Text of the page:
I set this website up over a year ago, mainly to provide a central point of information on my mat classes in Leyton and to let people know where else I teach. I'm not sure the world needs another blog but it's a "thing" now and I like writing. Now I'm over the procrastination, I'm excited to get started.
I'll keep this first one short but I thought it would make sense to just clarify what Pilates is and to dispel a few myths. When people ask me what I do, these are the sort of questions that come up:
What is it? Is it like yoga? and Who is it for?
I'll rephrase the first question as: Why Pilates?
Well, "Why not?" is my response to that? I used to have to explain what Pilates was years ago but in the 17 odd years I've been teaching, its popularity has rocketed. There was a need for it when Joe created it and there's still a need - perhaps a greater need - now.
Above is a stock picture from Wix of a chick on a reformer doing an exercise called bird on a wire. It's fun and it looks good in a photo. Most people who do Pilates however, go to a mat class and a sizeable amount of them will be going because they have some sort of injury.When I choose publicity pictures, I'm torn between inspiring people and informing them. I know that pictures like this or of skinny young girls can actually put people off.
The important thing is that you do what's right for your body. Unless you're extremely lucky, not moving much, particularly the older you get (and I mean from 25-30 onward) is bad for you. We're all told how bad sitting is for us. Pilates will keep you moving. You'll move in a balanced, even way. You'll strengthen and stretch muscles that you need to make your every day life easier. You'll breathe better, sleep better, have increased bone density, improved co-ordination, less pain and better body awareness. Even sex is better. So, honestly, why wouldn't you do Pilates?
Is it like yoga? This question isn't as annoying and daft as it seems. In his quest for the perfect body-conditioning method, Joe researched lots of other ways to move. One of the things he, ahem, "borrowed from" is yoga. The more yoga I do, the more I realise Pilates owes it a debt. However there are some important differences. Joe did talk about the spirit (Geist in German). It really means lots of things: our mood, our well-being etc but it doesn't really imply spirituality in the same way yoga does. So there's no omming and no incense. There's more stillness in some yoga styles too and we tend to have much more of a sense of flow. Both are valid and both are excellent forms of comprehensive exercise. Comparisons aren't really that important as long as you move and move well.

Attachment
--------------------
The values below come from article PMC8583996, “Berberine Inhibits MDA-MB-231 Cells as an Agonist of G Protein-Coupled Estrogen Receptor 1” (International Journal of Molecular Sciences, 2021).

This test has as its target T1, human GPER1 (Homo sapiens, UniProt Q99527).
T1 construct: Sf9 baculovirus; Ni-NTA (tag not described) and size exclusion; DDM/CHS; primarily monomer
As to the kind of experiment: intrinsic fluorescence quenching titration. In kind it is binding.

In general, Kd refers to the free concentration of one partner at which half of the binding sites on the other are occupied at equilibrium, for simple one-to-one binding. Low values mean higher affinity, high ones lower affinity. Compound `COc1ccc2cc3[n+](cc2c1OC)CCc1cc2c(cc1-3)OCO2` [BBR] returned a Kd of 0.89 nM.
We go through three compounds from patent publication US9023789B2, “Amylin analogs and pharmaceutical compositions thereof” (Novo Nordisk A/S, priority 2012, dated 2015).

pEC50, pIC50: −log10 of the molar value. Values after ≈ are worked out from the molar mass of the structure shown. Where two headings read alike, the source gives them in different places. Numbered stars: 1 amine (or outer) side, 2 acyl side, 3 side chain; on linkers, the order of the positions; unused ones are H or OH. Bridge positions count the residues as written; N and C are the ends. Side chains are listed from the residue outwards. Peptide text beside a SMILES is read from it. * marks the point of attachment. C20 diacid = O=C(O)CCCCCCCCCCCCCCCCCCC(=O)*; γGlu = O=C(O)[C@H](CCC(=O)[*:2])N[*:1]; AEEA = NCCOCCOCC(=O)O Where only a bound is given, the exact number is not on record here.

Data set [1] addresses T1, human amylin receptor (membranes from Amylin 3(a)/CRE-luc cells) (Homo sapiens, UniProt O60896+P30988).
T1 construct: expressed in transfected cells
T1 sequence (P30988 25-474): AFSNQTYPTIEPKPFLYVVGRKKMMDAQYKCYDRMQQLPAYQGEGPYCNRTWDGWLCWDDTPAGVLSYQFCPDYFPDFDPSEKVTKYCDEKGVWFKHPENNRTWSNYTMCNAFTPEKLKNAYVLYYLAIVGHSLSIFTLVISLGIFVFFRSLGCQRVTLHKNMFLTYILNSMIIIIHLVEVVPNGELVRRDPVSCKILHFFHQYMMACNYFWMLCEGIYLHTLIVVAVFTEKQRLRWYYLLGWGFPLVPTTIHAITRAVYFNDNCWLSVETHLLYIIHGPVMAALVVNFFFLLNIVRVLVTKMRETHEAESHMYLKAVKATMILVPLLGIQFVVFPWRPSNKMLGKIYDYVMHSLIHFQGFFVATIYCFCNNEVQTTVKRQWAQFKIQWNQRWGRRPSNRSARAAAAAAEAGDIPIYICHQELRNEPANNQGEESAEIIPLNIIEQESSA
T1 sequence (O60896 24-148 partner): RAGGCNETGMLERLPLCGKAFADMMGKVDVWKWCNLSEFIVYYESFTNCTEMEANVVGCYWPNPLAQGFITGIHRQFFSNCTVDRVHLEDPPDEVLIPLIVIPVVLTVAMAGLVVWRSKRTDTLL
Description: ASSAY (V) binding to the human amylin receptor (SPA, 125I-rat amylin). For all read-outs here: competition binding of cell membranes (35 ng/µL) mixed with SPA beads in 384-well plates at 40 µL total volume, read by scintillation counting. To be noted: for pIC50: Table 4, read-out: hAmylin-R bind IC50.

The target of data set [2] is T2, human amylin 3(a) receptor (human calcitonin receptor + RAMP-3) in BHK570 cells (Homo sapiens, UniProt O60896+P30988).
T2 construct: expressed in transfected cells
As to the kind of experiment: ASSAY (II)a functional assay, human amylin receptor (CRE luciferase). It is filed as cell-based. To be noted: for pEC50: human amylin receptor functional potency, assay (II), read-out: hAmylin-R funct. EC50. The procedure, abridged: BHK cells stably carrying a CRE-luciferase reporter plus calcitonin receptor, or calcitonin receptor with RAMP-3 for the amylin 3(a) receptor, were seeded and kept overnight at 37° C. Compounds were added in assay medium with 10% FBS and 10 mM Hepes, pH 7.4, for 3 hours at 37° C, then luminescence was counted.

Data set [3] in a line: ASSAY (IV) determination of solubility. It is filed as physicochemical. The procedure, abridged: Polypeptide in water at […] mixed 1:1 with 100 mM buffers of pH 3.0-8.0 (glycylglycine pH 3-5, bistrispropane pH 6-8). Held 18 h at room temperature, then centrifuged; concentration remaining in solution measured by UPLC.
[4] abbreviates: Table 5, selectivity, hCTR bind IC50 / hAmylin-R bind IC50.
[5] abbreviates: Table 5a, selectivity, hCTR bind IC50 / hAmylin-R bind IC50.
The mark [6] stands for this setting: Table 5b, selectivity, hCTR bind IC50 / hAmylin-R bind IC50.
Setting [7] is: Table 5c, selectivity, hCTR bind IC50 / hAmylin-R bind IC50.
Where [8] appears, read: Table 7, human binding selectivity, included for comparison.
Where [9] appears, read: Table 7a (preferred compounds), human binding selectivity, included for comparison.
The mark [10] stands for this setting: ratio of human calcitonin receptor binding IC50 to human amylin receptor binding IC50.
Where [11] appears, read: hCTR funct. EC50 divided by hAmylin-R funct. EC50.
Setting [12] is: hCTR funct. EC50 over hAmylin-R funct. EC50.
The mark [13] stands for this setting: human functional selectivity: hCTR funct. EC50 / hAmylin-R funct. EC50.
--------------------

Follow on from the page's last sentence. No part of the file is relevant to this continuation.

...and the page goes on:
Finally, Who's it for? It's for Every Body! I thought I was a genius when I came up with this, until I chatted with a yoga teacher who'd had the same idea then I saw it on the side of a bus advertising a fitness app or something. I mean it though, Unless you really hate all exercise and will not be persuaded otherwise (hello Mum), it's really for everyone. I've taught people with severe disabilities and Pilates' flexibility means we can alter things to give pretty much anyone a worthwhile class. It's a flow activity and will take you away from your job/ stresses/ obligations for an hour or so. It's not difficult (unless you want to be challenged, in which case it is), it shouldn't hurt, it will make you feel better and it needn't be expensive. This is why it's for everyone. Joe called it Contrology. He didn't give it his name; that all happened after his death. He and his wife lived above the shop and made no money from it. It's his gift: it's yours if you want it.